– photo by Mitch Waxman
One has always enjoyed strange interests and pastimes, even as a child. Vivid, memories of a next door neighbor (who owned a commercial vessel which was part of the Sheepshead Bay fishing fleet) displaying a captured deep sea creature- the sort whose teeth are transparent, skin is shiny black, and bearing a bioluminescent lantern protruding from its forehead- persist decades after viewing it dying in a bucket. Joy is found wandering about cemeteries and wasted heaths, or anyplace shunned by the common gentry.
from “Beyond Good and Evil” by Friedrich Nietzsche, Chapter IV. Apophthegms and Interludes
Wer mit Ungeheuern kämpft, mag zusehn, dass er nicht dabei zum Ungeheuer wird. Und wenn du lange in einen Abgrund blickst, blickt der Abgrund auch in dich hinein.
Translation: He who fights with monsters might take care lest he thereby becomes a monster. And when you gaze long into an abyss the abyss also gazes into you.
– photo by Mitch Waxman
Early experience has led one to appreciate, seek, and cultivate interest in the macabre. Hidden truths, occultist fantasy, the lure of the “real”- all have carried your humble narrator to bizarre locales in search of thrills. Delight is found in jars of formaldehyde cured anatomies, displays of skeletonized life forms, and the arcana of the mortician and police scientist. One thing which bizarre experience has taught me is that there are certain things which cannot be “unseen”, which will alter your perceptions of the normal.
The original Maelstrom (described by Poe and others) is the Moskstraumen, a powerful tidal current in the Lofoten Islands off the Norwegian coast. The Maelstrom is formed by the conjunction of the strong currents that cross the straits (Moskenstraumen) between the islands and the great amplitude of the tides.
In Norwegian the most frequently used name is Moskstraumen or Moskenstraumen (current of [island] Mosken).
The fictional depictions of the Maelstrom by Edgar Allan Poe and Jules Verne describe it as a gigantic circular vortex that reaches the bottom of the ocean, when in fact it is a set of currents and crosscurrents with a rate of 18 km/hr.
– photo by Mitch Waxman
During my student years, a part time job at a photo developing company provided me with visions of horror normally reserved for the world weary gendarme. A certain police command in Brooklyn utilized our services to process evidentiary photographs and videotapes, and the horrors witnessed in these scraps of visual data imparted a real and lasting sympathy for the men and women who operate on the front lines of society. A child half consumed by zoo animals, bodies clad in the proverbial “cement overcoat” hauled from long residency in Jamaica Bay, the hapless victims of vehicular accidents. If you know a cop or ambulance driver, buy them a drink, as they have seen too much.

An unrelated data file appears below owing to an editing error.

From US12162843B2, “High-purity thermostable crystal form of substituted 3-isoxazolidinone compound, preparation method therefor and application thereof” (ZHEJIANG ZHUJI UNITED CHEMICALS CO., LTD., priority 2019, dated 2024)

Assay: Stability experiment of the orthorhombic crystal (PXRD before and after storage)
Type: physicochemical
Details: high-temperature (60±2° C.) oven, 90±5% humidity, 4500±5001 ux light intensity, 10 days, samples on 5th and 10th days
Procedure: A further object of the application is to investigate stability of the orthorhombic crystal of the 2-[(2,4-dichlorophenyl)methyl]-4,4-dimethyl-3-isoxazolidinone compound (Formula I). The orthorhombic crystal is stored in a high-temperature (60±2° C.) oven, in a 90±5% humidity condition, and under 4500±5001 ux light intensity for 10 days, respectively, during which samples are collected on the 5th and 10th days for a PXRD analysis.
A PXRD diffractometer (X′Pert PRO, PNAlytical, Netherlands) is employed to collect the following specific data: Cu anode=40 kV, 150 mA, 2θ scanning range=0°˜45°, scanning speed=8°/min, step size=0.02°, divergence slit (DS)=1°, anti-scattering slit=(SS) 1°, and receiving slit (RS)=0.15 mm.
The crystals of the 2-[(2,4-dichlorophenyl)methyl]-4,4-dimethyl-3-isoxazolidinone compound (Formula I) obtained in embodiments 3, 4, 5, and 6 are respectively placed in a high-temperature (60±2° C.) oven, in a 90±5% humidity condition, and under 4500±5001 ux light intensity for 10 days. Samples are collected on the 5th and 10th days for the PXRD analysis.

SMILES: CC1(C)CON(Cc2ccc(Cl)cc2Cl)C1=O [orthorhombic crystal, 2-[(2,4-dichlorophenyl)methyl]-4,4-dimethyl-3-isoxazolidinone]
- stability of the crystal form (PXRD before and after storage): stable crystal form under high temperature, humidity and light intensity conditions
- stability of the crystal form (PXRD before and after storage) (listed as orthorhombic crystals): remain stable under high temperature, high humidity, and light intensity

from The Shadow Over Innsmouth by H. P. Lovecraft
Complaints from many liberal organizations were met with long confidential discussions, and representatives were taken on trips to certain camps and prisons. As a result, these societies became surprisingly passive and reticent. Newspaper men were harder to manage, but seemed largely to cooperate with the government in the end. Only one paper – a tabloid always discounted because of its wild policy – mentioned the deep diving submarine that discharged torpedoes downward in the marine abyss just beyond Devil Reef. That item, gathered by chance in a haunt of sailors, seemed indeed rather far-fetched; since the low, black reef lay a full mile and a half out from Innsmouth Harbour.
People around the country and in the nearby towns muttered a great deal among themselves, but said very little to the outer world. They had talked about dying and half-deserted Innsmouth for nearly a century, and nothing new could be wilder or more hideous than what they had whispered and hinted at years before. Many things had taught them secretiveness, and there was no need to exert pressure on them. Besides, they really knew little; for wide salt marshes, desolate and unpeopled, kept neighbors off from Innsmouth on the landward side.
Perhaps this is why, whenever I am on Newtown Creek (which is rather frequently, after all) insistence on getting close to the open intestines of the cruel megalopolis is insisted on by your humble narrator. Miasmal, these pipeways contain the hidden and truly occult unknowable. Darkness shrouds and shelters unknowable realities in this system of engineered horror, whose construction largely dates back to a time in which a Kaiser still ruled Germany. An extensive urban mythology exists which speculates upon what might be found in this kingdom of the rat, along those weirs and subterranean grottoes fed by decay, filth, and all that which might be discarded by the sunlit world above.
Truly- who can guess, all that there is, that might be buried down here?
from “The Divine Comedy by Dante Alighieri“, translated by Henry Wadsworth Longfellow Inferno, Canto III
“Through me the way into the suffering city,
Through me the way to the eternal pain,
Through me the way that runs among the lost.
Justice urged on my high artificer;
My maker was divine authority,
The highest wisdom, and the primal love.
Before me nothing but eternal things were made,
And I endure eternally.
Abandon every hope, ye who enter here.”